Perseverance wins through (pike article, entry 392)

Although we have left the ice age behind, at least for the time being, the effects of the severe weather still lingers on. In simple terms, from an angling perspective, that means the ponds, pools and canals are still frozen and therefore not fishable. The layer of ice had built up to such a depth, that even though there has been a raise in air temperature, it is going to take some serious sun to restore everything back to where it was in the middle of November. Therefore as I wanted to get my pike fishing underway for the new year, the usual indecision I have with such a variety of venues available to me wasn’t an issue this time. Unless you consider the various river options I had. But with my heart set on the River Sow even that wasn’t a problem.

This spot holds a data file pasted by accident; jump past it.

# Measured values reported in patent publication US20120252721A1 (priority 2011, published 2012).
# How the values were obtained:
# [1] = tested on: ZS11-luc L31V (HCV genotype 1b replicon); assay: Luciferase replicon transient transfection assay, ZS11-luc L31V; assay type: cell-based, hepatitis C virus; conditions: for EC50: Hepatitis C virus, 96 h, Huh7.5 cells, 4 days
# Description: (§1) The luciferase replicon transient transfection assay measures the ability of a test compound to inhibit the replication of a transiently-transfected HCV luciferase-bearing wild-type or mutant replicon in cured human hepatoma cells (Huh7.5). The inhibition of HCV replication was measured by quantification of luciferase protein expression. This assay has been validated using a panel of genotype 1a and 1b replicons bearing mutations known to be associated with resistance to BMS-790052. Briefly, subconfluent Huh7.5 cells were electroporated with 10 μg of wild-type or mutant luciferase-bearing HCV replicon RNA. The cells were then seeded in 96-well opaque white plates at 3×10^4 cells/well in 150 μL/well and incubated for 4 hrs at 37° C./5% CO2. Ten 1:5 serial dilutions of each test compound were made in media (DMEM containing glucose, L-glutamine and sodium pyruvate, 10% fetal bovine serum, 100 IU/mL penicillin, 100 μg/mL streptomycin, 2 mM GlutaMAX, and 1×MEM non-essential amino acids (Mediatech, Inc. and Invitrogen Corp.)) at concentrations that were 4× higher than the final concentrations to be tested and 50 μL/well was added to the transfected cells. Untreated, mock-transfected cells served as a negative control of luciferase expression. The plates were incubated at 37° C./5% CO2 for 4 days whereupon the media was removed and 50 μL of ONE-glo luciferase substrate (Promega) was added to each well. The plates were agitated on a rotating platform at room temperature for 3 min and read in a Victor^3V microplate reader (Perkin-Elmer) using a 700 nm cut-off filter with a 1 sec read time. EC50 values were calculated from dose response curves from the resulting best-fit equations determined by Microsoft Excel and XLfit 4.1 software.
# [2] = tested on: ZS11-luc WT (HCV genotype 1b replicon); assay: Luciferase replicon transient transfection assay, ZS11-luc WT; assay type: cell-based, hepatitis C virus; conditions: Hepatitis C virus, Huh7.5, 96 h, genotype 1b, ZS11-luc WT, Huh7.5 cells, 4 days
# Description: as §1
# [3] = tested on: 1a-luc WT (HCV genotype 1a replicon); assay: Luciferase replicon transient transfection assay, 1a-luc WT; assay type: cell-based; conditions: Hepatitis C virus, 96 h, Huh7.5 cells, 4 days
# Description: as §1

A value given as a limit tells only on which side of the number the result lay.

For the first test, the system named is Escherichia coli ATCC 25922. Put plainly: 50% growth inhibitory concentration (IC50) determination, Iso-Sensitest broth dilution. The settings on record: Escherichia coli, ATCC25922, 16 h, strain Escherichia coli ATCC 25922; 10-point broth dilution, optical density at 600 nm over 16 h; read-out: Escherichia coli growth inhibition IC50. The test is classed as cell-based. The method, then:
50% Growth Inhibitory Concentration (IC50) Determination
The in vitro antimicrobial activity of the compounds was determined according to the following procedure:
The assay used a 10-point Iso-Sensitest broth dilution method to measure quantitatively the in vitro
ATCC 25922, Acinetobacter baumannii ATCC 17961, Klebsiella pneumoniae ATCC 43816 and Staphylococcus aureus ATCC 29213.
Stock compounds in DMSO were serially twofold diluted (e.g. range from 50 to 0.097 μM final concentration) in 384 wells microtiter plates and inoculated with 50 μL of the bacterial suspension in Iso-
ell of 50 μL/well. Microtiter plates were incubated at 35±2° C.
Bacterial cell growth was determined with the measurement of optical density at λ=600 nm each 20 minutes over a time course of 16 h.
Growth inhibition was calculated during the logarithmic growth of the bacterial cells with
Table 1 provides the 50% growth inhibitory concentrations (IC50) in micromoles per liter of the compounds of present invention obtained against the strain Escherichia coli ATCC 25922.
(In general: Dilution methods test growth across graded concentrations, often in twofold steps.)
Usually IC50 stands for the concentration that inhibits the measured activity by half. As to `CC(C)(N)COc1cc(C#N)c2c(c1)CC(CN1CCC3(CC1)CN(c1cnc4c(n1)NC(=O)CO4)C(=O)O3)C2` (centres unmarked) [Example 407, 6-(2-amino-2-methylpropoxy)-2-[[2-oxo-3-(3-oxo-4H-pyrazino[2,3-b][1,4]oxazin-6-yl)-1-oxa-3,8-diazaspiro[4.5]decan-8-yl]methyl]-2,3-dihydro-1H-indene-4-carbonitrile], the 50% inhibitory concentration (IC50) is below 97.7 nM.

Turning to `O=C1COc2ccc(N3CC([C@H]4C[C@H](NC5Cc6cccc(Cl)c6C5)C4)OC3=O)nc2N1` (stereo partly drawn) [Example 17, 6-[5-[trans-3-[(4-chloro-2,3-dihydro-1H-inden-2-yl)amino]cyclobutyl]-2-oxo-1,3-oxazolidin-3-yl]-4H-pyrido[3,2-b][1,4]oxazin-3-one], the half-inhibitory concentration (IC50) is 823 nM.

I first came into contact, albeit in print initially, with the Sow way back when I was about 11 or 12 years of age. I was a devoted reader of the Angling Times (I had a pile of hundreds of them in my wardrobe at home) and one day I remember reading a feature (black and white in those days) on the river. I can’t recall exactly why I was captivated, maybe the Isaak Walton connection, but I never forgot the article; in fact even now as I put this piece together in my office at home I can still visualise it very clearly in my mind. Yet it was to be many years later – at the start of 2000 to be precise – until I finally got to lay eyes on it, never mind fish it.